330 Gauges, Brakes and 275GTS Bodywork

330 Gauges, Brakes and 275GTS Bodywork


I’ve been trying my best to get some cars out of the shop this week. Two 330s are so close to leaving for the homes of their new owners, and yet we keep getting delayed by little hiccups. On one of our final test drives, the fuel gauge on the black 330 started acting up. It worked fine for all the weeks we’ve had it, and yet now the gauge decided to start jumping all over the place. I was not looking forward to pulling the center gauge cluster on this car because it had an evaporator unit behind the dash, making access to these gauges a real problem. The Tachometer had to be removed to gain access to the left side retaining hardware holding the cluster in place…
glove box

While the right side retaining hardware can only be accessed by partially removing the glove box! The access through these areas was fraught with sharp edges and a tight squeezes for my hands. It took days for the scuffs, cuts, and bruises to heal!
fuel gauge

After removing the gauge cluster, I found the gauge was starting to go bad. The sender was working correctly, and the wiring was intact and working properly. I got the gauge to settle down a little bit, but it will eventually have to be repaired.

The Silver 330 at the shop was waiting for a newly rebuilt booster to arrive back from the rebuilders. The plating looked great and it should have been done back when I sent the master cylinder out. Here’s where I wonder if I should change my policy about brake rebuilding. In the interest of fixing only what was necessary, this 330 was diagnosed with a bad master cylinder, but there was no way of knowing if the booster was working properly with a faulty M/C. With a rebuilt master cylinder, it became evident the booster was not working properly either, so that was sent out later. A lot of time could have been saved if I simply sent both units out the first time, but I never want to be accused to doing unnecessary work. Sometimes you just can’t win!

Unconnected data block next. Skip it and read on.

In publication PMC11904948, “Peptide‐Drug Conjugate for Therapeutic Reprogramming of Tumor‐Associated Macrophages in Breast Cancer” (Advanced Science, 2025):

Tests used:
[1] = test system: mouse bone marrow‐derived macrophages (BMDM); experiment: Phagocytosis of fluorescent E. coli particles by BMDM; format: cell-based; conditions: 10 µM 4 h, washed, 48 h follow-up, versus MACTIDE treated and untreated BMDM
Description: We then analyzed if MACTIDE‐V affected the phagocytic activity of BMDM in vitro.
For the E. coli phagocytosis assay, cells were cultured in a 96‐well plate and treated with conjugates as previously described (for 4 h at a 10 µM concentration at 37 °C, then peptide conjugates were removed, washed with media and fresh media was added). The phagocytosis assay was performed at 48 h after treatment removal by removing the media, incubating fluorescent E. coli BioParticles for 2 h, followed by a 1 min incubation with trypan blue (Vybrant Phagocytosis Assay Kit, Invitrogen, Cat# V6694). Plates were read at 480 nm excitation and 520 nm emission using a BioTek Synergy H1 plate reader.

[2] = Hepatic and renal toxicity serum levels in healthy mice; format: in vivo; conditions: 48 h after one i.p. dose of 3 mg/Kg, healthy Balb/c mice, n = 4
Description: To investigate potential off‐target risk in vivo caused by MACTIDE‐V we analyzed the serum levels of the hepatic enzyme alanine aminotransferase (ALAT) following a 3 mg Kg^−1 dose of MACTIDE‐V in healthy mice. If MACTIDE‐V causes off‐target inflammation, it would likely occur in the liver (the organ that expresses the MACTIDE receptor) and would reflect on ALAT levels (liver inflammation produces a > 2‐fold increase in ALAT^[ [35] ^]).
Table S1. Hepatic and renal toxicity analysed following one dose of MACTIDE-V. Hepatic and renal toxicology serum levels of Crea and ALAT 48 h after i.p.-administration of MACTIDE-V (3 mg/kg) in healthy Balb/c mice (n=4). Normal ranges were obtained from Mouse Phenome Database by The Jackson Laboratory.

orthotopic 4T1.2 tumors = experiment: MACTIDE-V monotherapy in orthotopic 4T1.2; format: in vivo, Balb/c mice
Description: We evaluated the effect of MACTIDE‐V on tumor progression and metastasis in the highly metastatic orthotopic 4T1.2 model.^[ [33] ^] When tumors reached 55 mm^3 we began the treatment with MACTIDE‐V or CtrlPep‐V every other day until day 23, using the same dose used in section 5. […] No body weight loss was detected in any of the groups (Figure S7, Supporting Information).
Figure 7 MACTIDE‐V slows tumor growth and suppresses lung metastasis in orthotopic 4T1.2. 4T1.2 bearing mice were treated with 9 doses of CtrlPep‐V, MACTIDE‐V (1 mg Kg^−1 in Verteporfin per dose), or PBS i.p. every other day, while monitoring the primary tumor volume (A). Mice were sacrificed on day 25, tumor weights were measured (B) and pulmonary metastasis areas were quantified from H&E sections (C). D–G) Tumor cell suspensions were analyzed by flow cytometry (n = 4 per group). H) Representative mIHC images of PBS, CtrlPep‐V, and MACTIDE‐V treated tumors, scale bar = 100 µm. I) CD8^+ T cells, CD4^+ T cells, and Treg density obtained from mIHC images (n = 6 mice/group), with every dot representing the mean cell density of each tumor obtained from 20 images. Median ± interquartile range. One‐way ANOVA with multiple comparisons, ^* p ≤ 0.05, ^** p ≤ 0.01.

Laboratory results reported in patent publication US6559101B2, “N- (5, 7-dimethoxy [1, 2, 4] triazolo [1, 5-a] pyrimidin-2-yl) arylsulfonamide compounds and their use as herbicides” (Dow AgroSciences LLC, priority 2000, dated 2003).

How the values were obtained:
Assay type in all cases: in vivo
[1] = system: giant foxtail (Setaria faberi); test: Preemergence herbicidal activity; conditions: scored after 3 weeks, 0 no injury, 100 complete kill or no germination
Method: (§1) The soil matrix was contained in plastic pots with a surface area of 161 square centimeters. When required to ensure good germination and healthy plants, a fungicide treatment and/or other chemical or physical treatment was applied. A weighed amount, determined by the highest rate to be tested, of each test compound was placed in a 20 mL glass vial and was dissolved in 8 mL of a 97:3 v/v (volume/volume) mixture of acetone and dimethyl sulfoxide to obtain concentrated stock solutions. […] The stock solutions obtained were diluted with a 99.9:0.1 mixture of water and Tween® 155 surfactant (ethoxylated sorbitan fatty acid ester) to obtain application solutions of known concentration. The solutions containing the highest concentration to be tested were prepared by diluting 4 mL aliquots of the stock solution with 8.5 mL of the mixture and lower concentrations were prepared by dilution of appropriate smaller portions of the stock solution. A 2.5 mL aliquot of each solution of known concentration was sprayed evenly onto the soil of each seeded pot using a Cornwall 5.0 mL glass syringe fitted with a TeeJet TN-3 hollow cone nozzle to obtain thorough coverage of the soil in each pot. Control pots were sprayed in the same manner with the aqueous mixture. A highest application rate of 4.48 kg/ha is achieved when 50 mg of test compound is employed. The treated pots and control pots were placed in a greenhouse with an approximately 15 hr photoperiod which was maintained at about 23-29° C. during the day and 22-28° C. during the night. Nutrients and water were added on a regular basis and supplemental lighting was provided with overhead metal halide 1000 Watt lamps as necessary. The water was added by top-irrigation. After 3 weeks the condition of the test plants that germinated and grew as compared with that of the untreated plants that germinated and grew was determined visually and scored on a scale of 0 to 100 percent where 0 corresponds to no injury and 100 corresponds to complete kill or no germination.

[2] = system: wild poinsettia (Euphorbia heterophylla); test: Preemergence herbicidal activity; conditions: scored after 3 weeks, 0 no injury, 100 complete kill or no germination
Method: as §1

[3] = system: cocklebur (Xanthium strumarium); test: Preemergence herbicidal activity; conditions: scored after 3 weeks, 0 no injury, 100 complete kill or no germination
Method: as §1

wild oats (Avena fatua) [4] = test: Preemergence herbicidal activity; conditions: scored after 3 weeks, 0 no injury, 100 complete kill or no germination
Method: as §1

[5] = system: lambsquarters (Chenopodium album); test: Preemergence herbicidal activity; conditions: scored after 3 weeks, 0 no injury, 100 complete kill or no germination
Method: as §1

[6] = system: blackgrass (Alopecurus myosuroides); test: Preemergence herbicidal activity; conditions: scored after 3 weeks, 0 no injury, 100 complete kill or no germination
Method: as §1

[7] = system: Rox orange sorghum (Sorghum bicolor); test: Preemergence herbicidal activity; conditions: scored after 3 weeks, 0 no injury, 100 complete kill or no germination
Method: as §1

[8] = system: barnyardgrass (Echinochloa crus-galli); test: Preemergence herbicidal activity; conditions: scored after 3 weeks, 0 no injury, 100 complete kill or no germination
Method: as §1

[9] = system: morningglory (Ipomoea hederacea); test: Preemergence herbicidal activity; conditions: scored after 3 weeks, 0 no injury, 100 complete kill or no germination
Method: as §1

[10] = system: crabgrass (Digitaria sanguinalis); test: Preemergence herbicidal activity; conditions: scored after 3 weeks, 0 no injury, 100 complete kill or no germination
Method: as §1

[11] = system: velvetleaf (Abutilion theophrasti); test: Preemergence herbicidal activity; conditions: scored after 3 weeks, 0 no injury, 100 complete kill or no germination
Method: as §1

To add insult to injury, removing and reinstalling a booster on a SII 330 is a real pain in the butt! One hidden nut caused hours of removing and reinstalling parts to access it with a wrench! I went home with more cuts and sore hands, again!

A couple of weeks ago, we discussed the bodywork needed on a 275GTS we’re restoring. Here’s the video about the work.

GTC radiator pan

Speaking of the Panel Shop, they made a 330GTC lower radiator pan cover and I had them make a couple of extra ones. These fiberglass pans are mounted just below the front valance, protecting the radiator from stones and road debris. Unfortunately, this pan is not strong enough to withstand parking curbs and other immobile objects, so they often get cracked. If anyone needs a new replacement, e-mail me!
radiator pan

When we were making these pans, I had them make sure to put a slight bow in the pan to fit the profile of the lower valance. These should fit much better than the ones I’ve seen. This pan fits a 330GTC, and probably 330GTSs and maybe even 275GTSs.


Reminder: If you have a Ferrari related project, car, or idea you’d like to explore, I’d love to talk to you. I can also help if you’re thinking of buying or selling. This website represents what I love to do, and now it’s how I make a living, so if you’d like to do something together, let me know. It all begins with an e-mail!

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